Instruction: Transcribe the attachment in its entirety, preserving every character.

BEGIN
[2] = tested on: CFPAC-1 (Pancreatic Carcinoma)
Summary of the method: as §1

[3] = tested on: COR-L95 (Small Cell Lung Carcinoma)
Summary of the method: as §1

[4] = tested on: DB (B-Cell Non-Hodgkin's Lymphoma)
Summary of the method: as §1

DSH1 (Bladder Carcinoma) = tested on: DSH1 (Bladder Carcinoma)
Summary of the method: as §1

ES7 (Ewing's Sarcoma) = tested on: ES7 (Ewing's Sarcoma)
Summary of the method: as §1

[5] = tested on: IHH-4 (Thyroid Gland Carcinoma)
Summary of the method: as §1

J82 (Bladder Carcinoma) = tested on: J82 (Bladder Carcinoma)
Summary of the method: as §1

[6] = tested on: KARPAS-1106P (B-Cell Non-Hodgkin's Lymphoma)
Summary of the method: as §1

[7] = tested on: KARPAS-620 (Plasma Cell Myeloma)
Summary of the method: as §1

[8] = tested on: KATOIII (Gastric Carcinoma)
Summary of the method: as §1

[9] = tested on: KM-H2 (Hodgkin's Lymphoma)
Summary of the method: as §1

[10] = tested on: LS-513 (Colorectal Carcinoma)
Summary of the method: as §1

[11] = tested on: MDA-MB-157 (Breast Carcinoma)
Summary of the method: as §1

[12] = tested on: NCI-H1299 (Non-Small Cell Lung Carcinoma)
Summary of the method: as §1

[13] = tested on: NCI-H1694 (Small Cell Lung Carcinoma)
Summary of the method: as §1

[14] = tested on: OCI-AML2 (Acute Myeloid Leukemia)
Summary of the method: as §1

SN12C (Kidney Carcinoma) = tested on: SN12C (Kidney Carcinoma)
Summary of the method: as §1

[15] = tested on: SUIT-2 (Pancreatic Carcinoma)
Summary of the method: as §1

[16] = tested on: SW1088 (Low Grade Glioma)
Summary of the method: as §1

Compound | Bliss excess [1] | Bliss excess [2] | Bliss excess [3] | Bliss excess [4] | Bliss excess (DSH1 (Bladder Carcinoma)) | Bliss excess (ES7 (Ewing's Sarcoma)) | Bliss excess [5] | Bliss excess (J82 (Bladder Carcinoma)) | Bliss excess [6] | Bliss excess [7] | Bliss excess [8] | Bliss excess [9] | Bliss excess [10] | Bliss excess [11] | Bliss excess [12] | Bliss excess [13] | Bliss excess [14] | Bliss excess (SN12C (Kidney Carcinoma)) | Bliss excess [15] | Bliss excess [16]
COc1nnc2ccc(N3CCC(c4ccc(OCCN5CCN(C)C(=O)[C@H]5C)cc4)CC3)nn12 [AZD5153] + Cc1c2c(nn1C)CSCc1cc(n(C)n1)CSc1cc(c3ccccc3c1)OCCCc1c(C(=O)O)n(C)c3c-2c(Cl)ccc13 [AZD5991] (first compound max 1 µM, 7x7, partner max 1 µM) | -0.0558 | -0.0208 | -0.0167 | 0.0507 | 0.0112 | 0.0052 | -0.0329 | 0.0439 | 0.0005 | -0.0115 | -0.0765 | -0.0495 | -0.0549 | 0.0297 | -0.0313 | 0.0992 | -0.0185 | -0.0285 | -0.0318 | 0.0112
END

[2] = tested on: CFPAC-1 (Pancreatic Carcinoma)
Summary of the method: as §1

[3] = tested on: COR-L95 (Small Cell Lung Carcinoma)
Summary of the method: as §1

[4] = tested on: DB (B-Cell Non-Hodgkin's Lymphoma)
Summary of the method: as §1

DSH1 (Bladder Carcinoma) = tested on: DSH1 (Bladder Carcinoma)
Summary of the method: as §1

ES7 (Ewing's Sarcoma) = tested on: ES7 (Ewing's Sarcoma)
Summary of the method: as §1

[5] = tested on: IHH-4 (Thyroid Gland Carcinoma)
Summary of the method: as §1

J82 (Bladder Carcinoma) = tested on: J82 (Bladder Carcinoma)
Summary of the method: as §1

[6] = tested on: KARPAS-1106P (B-Cell Non-Hodgkin's Lymphoma)
Summary of the method: as §1

[7] = tested on: KARPAS-620 (Plasma Cell Myeloma)
Summary of the method: as §1

[8] = tested on: KATOIII (Gastric Carcinoma)
Summary of the method: as §1

[9] = tested on: KM-H2 (Hodgkin's Lymphoma)
Summary of the method: as §1

[10] = tested on: LS-513 (Colorectal Carcinoma)
Summary of the method: as §1

[11] = tested on: MDA-MB-157 (Breast Carcinoma)
Summary of the method: as §1

[12] = tested on: NCI-H1299 (Non-Small Cell Lung Carcinoma)
Summary of the method: as §1

[13] = tested on: NCI-H1694 (Small Cell Lung Carcinoma)
Summary of the method: as §1

[14] = tested on: OCI-AML2 (Acute Myeloid Leukemia)
Summary of the method: as §1

SN12C (Kidney Carcinoma) = tested on: SN12C (Kidney Carcinoma)
Summary of the method: as §1

[15] = tested on: SUIT-2 (Pancreatic Carcinoma)
Summary of the method: as §1

[16] = tested on: SW1088 (Low Grade Glioma)
Summary of the method: as §1

Compound | Bliss excess [1] | Bliss excess [2] | Bliss excess [3] | Bliss excess [4] | Bliss excess (DSH1 (Bladder Carcinoma)) | Bliss excess (ES7 (Ewing's Sarcoma)) | Bliss excess [5] | Bliss excess (J82 (Bladder Carcinoma)) | Bliss excess [6] | Bliss excess [7] | Bliss excess [8] | Bliss excess [9] | Bliss excess [10] | Bliss excess [11] | Bliss excess [12] | Bliss excess [13] | Bliss excess [14] | Bliss excess (SN12C (Kidney Carcinoma)) | Bliss excess [15] | Bliss excess [16]
COc1nnc2ccc(N3CCC(c4ccc(OCCN5CCN(C)C(=O)[C@H]5C)cc4)CC3)nn12 [AZD5153] + Cc1c2c(nn1C)CSCc1cc(n(C)n1)CSc1cc(c3ccccc3c1)OCCCc1c(C(=O)O)n(C)c3c-2c(Cl)ccc13 [AZD5991] (first compound max 1 µM, 7x7, partner max 1 µM) | -0.0558 | -0.0208 | -0.0167 | 0.0507 | 0.0112 | 0.0052 | -0.0329 | 0.0439 | 0.0005 | -0.0115 | -0.0765 | -0.0495 | -0.0549 | 0.0297 | -0.0313 | 0.0992 | -0.0185 | -0.0285 | -0.0318 | 0.0112